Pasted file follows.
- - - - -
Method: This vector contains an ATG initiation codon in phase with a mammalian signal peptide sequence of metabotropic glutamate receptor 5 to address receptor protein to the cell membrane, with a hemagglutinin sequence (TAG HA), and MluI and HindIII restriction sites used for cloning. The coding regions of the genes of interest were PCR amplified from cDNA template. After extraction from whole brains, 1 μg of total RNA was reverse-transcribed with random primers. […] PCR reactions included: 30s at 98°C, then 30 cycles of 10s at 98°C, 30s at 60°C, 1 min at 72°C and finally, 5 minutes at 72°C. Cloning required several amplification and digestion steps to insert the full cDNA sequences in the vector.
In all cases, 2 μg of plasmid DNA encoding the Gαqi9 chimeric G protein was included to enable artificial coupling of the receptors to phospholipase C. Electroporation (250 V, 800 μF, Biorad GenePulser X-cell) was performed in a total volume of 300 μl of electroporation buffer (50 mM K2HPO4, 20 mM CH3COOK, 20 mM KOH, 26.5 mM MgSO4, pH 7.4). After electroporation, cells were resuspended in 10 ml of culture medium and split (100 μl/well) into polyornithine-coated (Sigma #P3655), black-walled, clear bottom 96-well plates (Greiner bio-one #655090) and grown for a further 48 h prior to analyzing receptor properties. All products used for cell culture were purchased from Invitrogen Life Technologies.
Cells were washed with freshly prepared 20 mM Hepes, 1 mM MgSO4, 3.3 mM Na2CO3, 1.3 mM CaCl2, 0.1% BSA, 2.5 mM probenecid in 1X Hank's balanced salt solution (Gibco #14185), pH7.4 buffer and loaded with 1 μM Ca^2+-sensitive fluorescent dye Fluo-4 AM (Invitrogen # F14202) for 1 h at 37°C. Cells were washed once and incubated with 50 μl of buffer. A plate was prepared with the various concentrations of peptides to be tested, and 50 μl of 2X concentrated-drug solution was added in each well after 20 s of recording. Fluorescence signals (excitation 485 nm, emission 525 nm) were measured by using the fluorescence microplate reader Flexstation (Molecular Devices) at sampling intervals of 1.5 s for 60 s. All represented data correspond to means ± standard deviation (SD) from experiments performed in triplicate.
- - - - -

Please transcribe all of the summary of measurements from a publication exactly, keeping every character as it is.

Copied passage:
Method: This vector contains an ATG initiation codon in phase with a mammalian signal peptide sequence of metabotropic glutamate receptor 5 to address receptor protein to the cell membrane, with a hemagglutinin sequence (TAG HA), and MluI and HindIII restriction sites used for cloning. The coding regions of the genes of interest were PCR amplified from cDNA template. After extraction from whole brains, 1 μg of total RNA was reverse-transcribed with random primers. […] PCR reactions included: 30s at 98°C, then 30 cycles of 10s at 98°C, 30s at 60°C, 1 min at 72°C and finally, 5 minutes at 72°C. Cloning required several amplification and digestion steps to insert the full cDNA sequences in the vector.
In all cases, 2 μg of plasmid DNA encoding the Gαqi9 chimeric G protein was included to enable artificial coupling of the receptors to phospholipase C. Electroporation (250 V, 800 μF, Biorad GenePulser X-cell) was performed in a total volume of 300 μl of electroporation buffer (50 mM K2HPO4, 20 mM CH3COOK, 20 mM KOH, 26.5 mM MgSO4, pH 7.4). After electroporation, cells were resuspended in 10 ml of culture medium and split (100 μl/well) into polyornithine-coated (Sigma #P3655), black-walled, clear bottom 96-well plates (Greiner bio-one #655090) and grown for a further 48 h prior to analyzing receptor properties. All products used for cell culture were purchased from Invitrogen Life Technologies.
Cells were washed with freshly prepared 20 mM Hepes, 1 mM MgSO4, 3.3 mM Na2CO3, 1.3 mM CaCl2, 0.1% BSA, 2.5 mM probenecid in 1X Hank's balanced salt solution (Gibco #14185), pH7.4 buffer and loaded with 1 μM Ca^2+-sensitive fluorescent dye Fluo-4 AM (Invitrogen # F14202) for 1 h at 37°C. Cells were washed once and incubated with 50 μl of buffer. A plate was prepared with the various concentrations of peptides to be tested, and 50 μl of 2X concentrated-drug solution was added in each well after 20 s of recording. Fluorescence signals (excitation 485 nm, emission 525 nm) were measured by using the fluorescence microplate reader Flexstation (Molecular Devices) at sampling intervals of 1.5 s for 60 s. All represented data correspond to means ± standard deviation (SD) from experiments performed in triplicate.